Fewer options means more test coverage, means less buggy software. Every checkbox you add to an options screen doubles QA time.

    Nobody's telling you to fuck off. The message you should be getting is, "we want to deliver the best, most bug-free software we can to our users."



  • I dunno what you mean. And I'm not using "script-able" in the sense of "written in a scripting language", but "presents an API to external users to automate". Like, shudder, VBA.

    Oh, maybe I do see what you mean. Infinite loop. Not the GUI toolkits problem. It is always possible to construct an infinite call loop that might be triggered. What about onChange()? Constructing an onChange() battle royal is just as easy to do.



  • @blakeyrat said:

    @El_Heffe said:

    You really have to be an arrogant prick to create software that says YOU'LL DO THINGS MY WAY AND FUCK YOU IF YOU DON'T LIKE IT.

    Fewer options means more test coverage, means less buggy software. Every checkbox you add to an options screen doubles QA time.

    Nobody's telling you to fuck off. The message you should be getting is, "we want to deliver the best, most bug-free software we can to our users."

    It's rare when I agree with blakey, but it's oh-so-sweet when I do.

    @El_Heffe said:

    A little customizability is a good thing.

    We're usually an edge case. What programmers expect from software and what your average end user expects from software are usually different things. Which is one of the reasons so much FOSS is shitty and impossible to use.



  • @blakeyrat said:

    What the Office team did is make it as easy to move/hide the menu bar on accident as it was to move/hide toolbars on accident, creating a support nightmare.
    Office applications last had an actual menu bar in Office 95. In all later versions, the menu bar is just another toolbar, which only uses text labels instead of pictures. From a programming standpoint, this makes sense, since you don't need to use 2 very different UI elements, which makes customization easier. And while it doesn't make much sense to allow the toolbar to be docked vertically, I actually met some users that preferred it that way (don't ask me why - that office was weird).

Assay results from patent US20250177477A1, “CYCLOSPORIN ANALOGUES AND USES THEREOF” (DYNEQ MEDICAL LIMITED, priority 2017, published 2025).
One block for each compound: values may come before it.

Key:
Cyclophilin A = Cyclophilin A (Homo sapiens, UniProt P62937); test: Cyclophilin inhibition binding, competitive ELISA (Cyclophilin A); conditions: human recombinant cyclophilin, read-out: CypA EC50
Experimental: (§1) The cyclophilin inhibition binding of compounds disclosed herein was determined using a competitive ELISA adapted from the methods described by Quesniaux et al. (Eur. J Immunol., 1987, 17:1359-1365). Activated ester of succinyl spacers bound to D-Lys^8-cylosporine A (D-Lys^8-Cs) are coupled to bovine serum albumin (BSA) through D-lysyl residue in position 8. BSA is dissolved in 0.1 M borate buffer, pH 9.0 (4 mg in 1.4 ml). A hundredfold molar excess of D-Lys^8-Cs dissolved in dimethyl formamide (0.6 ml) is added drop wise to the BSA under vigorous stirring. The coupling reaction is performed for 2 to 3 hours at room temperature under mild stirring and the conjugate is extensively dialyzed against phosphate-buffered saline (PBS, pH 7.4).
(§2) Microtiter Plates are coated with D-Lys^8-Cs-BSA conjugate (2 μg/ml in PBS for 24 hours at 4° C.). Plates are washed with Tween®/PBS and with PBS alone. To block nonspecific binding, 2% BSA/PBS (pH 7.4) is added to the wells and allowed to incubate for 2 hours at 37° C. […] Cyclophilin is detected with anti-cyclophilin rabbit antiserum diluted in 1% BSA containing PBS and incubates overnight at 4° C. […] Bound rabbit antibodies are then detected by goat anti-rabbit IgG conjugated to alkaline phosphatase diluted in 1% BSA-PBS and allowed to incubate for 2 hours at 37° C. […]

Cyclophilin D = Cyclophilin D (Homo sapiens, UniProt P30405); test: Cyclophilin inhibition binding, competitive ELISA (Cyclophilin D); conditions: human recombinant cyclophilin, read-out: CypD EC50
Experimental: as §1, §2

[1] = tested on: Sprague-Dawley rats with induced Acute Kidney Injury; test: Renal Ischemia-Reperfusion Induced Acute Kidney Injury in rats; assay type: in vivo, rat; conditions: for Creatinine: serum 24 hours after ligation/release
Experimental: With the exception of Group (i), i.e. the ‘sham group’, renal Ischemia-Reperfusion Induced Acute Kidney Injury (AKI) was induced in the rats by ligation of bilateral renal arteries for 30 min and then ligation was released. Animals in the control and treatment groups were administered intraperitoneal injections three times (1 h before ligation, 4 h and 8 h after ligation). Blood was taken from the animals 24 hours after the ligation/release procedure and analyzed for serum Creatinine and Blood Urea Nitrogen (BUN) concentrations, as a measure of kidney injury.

• @ender said:

    @blakeyrat said:
    What the Office team did is make it as easy to move/hide the menu bar on accident as it was to move/hide toolbars on accident, creating a support nightmare.
    Office applications last had an actual menu bar in Office 95. In all later versions, the menu bar is just another toolbar, which only uses text labels instead of pictures. From a programming standpoint, this makes sense, since you don't need to use 2 very different UI elements, which makes customization easier. And while it doesn't make much sense to allow the toolbar to be docked vertically, I actually met some users that preferred it that way (don't ask me why - that office was weird).


    Vertical docking is useful if your typical usecase involves text that does not extend horizontally a lot. By moving the toolbars over to the sides, you create more vertical space for the important bits. This is the same reason why a lot of people set their monitors to portrait mode.



  • @blakeyrat said:

    Not all input devices have a concept of "focus", so if the application is doing something that relies on it, it's broken.
    I don't think I follow. Could you give an example?



  • @Zecc said:

    @blakeyrat said:
    Not all input devices have a concept of "focus", so if the application is doing something that relies on it, it's broken.
    I don't think I follow. Could you give an example?

    iPad.


  • Discourse touched me in a no-no place

    @Zecc said:

    @blakeyrat said:
    Not all input devices have a concept of "focus", so if the application is doing something that relies on it, it's broken.
    I don't think I follow. Could you give an example?
    The usual “things aren't as simple as they seem” examples in this area are the smartphone and the tablet, but they can still have focus just fine. Those sorts of apps are often written to have at most one focusable area at a time (making the question moot) but the concept's certainly valid. The only truly focus-free UI systems I can think of are certain types of kiosk, and they're not really a counterexample (heck, they're often just a locked-down IE).